Red Hat Expansion Rumors and Easier Fedora Nightlies
Red Hat is looking to expand their business into the Boston, Massachusetts and a version of the Red Hat logo may point where. Adam Williamson recently set up a directory where one can "easily find Fedora nightly images" and Benjamin Kerensa spoke with Vivaldi founder Jon von Tetzchner. In other news, Sasha Levin announced a new linux-stable security tree project and the Linux Foundation said the Internet is crumbling.
Following Red Hat's recent financial results and the company's expressed plans to expand the business to $5 billion in five years comes the news of their expansion into Boston, MA. "Real estate sources familiar with the matter" told Boston Business Journal Red Hat was looking for a 40,000 square foot space in the city perhaps somewhere around "Fenway, Back Bay or Seaport." Today they covered a mysterious tweet of a picture of the front of 300 A St. sporting "a version of" the Red Hat logo. Red Hat spokesperson Stephanie Wonderlick told the Business Journal it was indeed a version of the their logo, but not the official one. Another tweeter posted a picture of the sign being installed. Neither the owner of the building nor Red Hat would confirm the story at this time, but they need somewhere to start putting all those new employees.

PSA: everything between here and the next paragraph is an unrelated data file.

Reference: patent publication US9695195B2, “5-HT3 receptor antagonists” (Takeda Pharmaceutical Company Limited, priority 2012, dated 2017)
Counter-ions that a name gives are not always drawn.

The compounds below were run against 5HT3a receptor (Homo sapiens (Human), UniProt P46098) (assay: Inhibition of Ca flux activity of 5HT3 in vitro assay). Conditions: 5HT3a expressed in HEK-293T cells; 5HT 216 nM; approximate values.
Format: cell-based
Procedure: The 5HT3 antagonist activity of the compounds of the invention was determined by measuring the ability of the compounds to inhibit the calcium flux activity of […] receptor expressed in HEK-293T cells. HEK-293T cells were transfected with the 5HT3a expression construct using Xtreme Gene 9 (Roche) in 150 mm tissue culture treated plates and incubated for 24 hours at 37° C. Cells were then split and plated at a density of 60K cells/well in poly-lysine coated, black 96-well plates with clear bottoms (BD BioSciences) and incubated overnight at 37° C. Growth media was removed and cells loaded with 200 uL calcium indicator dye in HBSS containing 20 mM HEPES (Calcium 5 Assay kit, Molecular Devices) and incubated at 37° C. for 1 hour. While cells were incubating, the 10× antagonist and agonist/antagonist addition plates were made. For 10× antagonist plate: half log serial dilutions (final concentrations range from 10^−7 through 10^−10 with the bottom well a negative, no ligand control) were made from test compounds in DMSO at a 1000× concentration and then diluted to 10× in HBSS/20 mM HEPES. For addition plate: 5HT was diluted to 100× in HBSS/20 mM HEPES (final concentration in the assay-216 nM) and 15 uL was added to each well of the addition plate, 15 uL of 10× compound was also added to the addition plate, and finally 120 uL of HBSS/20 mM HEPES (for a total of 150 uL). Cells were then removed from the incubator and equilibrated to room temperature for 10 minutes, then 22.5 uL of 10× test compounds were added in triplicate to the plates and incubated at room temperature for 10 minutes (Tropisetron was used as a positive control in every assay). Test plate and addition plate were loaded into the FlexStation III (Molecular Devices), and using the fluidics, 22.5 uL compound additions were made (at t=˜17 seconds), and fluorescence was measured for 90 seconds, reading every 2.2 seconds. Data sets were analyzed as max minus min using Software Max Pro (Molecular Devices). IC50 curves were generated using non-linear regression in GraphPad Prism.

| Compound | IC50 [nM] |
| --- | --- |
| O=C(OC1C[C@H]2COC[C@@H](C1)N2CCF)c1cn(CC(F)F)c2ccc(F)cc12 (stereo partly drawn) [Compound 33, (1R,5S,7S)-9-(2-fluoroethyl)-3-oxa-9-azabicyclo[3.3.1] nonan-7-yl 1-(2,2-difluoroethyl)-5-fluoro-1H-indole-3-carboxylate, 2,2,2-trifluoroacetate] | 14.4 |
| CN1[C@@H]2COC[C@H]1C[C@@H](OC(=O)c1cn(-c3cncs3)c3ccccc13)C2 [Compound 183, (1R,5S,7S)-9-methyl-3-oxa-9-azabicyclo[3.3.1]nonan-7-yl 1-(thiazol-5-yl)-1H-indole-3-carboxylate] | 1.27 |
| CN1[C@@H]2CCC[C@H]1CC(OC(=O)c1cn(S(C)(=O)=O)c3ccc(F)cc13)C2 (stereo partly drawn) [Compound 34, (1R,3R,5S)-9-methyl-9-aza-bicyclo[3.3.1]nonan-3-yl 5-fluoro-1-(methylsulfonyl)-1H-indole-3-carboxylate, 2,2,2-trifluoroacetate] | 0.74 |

Fedora 24 is fast approaching and that requires fresh installs of new builds all the time for testers. QA provides nightly builds of developmental Fedora 24 and Rawhide, but they've been difficult find in the past. But no more, thanks to Adam Williamson. He's constructed a tool that finds and produces a webpage of the latest available builds in all the editions, versions, and architectures including "last known good."
Benjamin Kerensa spoke to Vivaldi co-founder Jon von Tetzchner and shared his conversation at OpenSource.com. Tetzchner, a professed Slackware user, said unlike other large browser makers, they're taking direction from their community of users. "We are trying to build a browser that includes options and features for individuals." He said they've had "fantastic responses" from users and reviewers plus "millions of downloads." The Vivaldi team plans to include a mail client "before the year is out" and perhaps a surprise or two.
In other news: